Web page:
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Exosomes from bone marrow mesenchymal stem cells decrease chemosensitivity of acute myeloid leukemia cells via delivering miR-10a

Juan Wu, Yaqin Zhang, Xiaoyu Li, Jingyi Ren, Ling Chen, Jiadi Chen, Yingping Cao
Biochemical and biophysical research communications 2022 v.622 pp. 149-156
bone marrow, coculture, exosomes, myeloid leukemia, research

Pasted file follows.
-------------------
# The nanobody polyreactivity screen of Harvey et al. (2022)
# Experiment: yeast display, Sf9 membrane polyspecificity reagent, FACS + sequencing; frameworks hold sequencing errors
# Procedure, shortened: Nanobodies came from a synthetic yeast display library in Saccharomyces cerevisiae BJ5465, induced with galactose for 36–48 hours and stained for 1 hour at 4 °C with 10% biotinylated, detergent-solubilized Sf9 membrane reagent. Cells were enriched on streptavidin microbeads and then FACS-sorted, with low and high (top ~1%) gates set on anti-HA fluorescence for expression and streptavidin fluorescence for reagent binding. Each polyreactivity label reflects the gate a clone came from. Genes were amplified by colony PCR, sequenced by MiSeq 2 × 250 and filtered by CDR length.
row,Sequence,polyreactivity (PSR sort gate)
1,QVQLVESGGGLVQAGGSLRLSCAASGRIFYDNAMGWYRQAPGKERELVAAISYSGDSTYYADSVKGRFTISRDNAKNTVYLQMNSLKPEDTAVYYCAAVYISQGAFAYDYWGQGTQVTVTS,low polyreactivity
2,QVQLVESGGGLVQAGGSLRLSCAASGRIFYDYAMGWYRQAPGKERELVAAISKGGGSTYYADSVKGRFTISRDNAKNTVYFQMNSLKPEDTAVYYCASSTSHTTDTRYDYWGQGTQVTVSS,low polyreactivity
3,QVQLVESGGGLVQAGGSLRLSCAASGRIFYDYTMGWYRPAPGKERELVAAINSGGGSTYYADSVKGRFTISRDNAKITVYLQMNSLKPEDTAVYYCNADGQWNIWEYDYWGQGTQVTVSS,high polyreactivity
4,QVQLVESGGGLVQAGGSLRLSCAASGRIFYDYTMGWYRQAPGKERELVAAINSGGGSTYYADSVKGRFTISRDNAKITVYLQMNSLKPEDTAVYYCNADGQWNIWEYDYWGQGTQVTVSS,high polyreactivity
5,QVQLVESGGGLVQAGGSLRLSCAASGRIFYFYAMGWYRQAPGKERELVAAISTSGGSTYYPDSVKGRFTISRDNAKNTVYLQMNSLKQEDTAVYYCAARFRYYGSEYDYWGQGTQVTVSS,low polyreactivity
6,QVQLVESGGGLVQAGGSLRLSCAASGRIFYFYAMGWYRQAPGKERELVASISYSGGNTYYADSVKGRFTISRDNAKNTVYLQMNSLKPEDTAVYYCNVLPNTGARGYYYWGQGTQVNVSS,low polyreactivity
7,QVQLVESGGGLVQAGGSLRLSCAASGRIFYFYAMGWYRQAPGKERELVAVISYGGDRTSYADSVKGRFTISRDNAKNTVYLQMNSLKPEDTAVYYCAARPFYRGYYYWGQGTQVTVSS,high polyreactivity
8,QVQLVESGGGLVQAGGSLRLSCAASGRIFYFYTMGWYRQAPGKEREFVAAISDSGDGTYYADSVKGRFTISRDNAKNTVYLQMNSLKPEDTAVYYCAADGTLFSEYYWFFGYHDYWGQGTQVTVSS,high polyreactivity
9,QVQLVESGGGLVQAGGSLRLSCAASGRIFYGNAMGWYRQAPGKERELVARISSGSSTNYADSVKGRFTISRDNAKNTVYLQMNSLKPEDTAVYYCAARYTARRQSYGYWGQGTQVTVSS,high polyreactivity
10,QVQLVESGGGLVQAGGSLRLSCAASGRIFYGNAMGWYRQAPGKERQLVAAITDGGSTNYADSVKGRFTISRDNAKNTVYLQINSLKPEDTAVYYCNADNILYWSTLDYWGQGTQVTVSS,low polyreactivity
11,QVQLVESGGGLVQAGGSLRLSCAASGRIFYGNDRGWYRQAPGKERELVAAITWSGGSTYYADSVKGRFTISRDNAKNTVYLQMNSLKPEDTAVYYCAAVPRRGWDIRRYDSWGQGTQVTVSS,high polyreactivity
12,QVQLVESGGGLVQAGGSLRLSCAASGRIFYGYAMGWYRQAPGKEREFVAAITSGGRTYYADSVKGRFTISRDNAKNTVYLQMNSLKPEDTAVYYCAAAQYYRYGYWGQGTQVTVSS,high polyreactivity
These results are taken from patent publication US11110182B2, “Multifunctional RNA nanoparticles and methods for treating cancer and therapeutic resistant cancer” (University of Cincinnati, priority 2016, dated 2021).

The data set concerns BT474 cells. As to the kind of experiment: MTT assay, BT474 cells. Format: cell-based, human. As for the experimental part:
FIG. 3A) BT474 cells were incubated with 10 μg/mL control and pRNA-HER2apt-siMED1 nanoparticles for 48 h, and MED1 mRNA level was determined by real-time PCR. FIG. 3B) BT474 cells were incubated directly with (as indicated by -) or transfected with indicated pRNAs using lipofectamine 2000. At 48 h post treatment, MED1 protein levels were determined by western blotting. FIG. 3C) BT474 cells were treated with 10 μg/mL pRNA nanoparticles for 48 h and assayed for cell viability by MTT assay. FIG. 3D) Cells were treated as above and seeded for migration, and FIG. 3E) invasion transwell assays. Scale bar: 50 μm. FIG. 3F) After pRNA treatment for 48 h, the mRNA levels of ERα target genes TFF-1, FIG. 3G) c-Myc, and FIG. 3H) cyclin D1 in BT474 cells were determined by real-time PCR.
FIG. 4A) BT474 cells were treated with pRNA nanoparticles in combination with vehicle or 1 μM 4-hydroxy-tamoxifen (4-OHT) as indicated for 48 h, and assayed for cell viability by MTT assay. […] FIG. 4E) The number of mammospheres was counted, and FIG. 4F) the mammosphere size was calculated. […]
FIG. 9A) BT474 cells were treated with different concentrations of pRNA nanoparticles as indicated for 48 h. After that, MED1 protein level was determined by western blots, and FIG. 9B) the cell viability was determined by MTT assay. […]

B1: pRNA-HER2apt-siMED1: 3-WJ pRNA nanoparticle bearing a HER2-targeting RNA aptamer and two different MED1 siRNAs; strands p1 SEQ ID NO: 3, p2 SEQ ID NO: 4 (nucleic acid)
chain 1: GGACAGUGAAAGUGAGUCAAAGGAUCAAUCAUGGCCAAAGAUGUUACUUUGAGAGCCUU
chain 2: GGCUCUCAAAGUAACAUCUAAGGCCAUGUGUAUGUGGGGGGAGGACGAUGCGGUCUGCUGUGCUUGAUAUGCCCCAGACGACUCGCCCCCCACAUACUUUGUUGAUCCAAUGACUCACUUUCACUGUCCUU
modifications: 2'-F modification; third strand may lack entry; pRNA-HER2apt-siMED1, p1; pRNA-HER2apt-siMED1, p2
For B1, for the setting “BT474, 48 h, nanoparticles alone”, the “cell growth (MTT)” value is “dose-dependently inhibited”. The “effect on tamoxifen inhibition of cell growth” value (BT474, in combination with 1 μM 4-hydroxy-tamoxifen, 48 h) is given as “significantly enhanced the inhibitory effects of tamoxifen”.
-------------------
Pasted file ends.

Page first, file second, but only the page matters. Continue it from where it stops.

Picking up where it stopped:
Bone marrow mesenchymal stem cells (BMSCs) are an integral part of the acute myeloid leukemia (AML) bone marrow microenvironment and contribute to AML progression. In this study, we explored the communication between BMSCs and AML cells via exosomes. The AML cells co-cultured with BMSCs-Exos were found to have lower chemosensitivity exposed to cytarabine, suggesting that BMSCs-Exos could protect AML cells from cytarabine. Interestingly, miR-10a was elevated in BMSCs-Exos derived from AML (AML-BMSCs-Exos) compared with that from healthy donor. The expression levels of miR-10a in AML cells was significantly up-regulated after co-culture with BMSCs-Exos. Furthermore, the up-regulated miR-10a was an crucial factor contributing to the chemoresistance of leukemia cells. Down-regulation of miR-10a substantially increase chemosensitivity of AML cells treated with BMSCs-Exos. Chemosensitivity of AML cells was also decreased through down-regulating RPRD1A by miR-10a that ultimately lead to the stimulation of the Wnt/β-catenin signaling pathway. Collectively, our findings demonstrated that AML-BMSCs could deliver miR-10a to AML cells via exosomes, which could target RPRD1A and activate Wnt/β-catenin signaling pathway that subsequently decreased chemosensitivity of AML cells.